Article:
You may think, as I did at first, that there’s a mistake or two there, but assuming that the typesetter didn’t mess it up, it is correct, and if you ponder the sequence for a while, the exact rules will become clear. If you are asked to ponder such things for a whole long performance, you might not even care after a while. About half the audience left this performance within the first 30 or 40 minutes, and that was not hard to understand. After all, no one had ever reduced music to pure logic quite so drastically, and Morrow was not about to make concessions in the idea just for the sake of making it palatable and entertaining. It was one of those cases where the idea itself took over. Once the logic and the numbers got going, there was nothing Morrow or anyone else could do to stop them before they had completed their patterns.
By means of clarifying how Morrow arrived at ‘The Number Six,’ I should mention a couple of the many earlier Morrow works which led up to it. In a short unaccompanied song called ‘Cloud Song,’ written some months ago, there is a logical system which determines whether the singer should sing the lyrics or simply hum. The first time through, one sings the lyrics only on the first few notes of the first phrase and the first few notes of the second phrase. On each repeat, more words are added until the fourth time through, when one sings the lyrics all the way through. There are three more repeats, during which the words drop out again, though the simple tonal melody always remains the same.
At one of the New Wilderness events this winter an ensemble of singers and instrumentalists presented Morrow’s version of a hymn from that wonderful Appalachian hymnal ‘The Sacred Harp.’ The first time through, the music was sung perfectly straight. The second time through, each accented syllable was sung twice. The third time through, the accented syllables came three times, and so forth, up to six. It was an exceedingly simple logical process, but it sent the old hymn through a remarkable cycle of metrical changes. And as in most of Morrow’s systematic pieces, the logic was totally perceivable. One doesn’t need to know a thing about music to hear what is going on in a case like this.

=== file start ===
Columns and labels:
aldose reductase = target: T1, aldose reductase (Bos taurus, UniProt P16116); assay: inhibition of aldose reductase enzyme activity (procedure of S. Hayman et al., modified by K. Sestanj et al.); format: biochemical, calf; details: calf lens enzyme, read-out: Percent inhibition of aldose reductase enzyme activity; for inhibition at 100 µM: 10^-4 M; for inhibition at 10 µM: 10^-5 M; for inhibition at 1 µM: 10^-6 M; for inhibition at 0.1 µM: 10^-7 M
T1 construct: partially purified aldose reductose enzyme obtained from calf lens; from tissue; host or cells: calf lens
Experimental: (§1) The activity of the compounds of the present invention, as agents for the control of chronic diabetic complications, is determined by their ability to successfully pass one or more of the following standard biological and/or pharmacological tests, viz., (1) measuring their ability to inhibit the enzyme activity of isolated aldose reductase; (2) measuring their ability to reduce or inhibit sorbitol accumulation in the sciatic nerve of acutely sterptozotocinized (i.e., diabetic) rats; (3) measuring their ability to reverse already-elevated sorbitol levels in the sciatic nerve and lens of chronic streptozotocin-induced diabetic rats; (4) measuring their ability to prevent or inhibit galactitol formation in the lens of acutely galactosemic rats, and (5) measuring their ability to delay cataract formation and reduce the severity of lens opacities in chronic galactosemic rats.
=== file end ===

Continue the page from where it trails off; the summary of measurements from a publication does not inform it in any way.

Of course, there is nothing new about logical musical processes. The old isorhythmic motet was an extremely rigid form of deductive music, and the somewhat looser 12-tone system was almost a standard vocabulary for a while. More recently, composers have devised systematic processes whereby rhythmic patterns are repeated over and over juxtaposed in different ways, until they have been presented in every possible combination. Another logical process I’ve encountered fairly often lately involves tacking extra notes onto the end of a melody, so that a two-note pattern gradually grows into a very long phrase.
All these processes, however, still involve working with ordinary notes. With ‘The Number Six,’ I think Morrow has made a fairly big jump into a more conceptual realm, where numbers rather than notes become the musical material. It seems similar to the jump which painting made recently from the rational gridwork and checkerboard paintings of minimalists to the instructions, number games, and geometric demonstrations of the conceptualists. Whether this attitude will become important to other musicians in the future is anyone’s guess. And only a fool would attempt to predict what Morrow himself will do 1975/jackson-mac-low-anagramusic.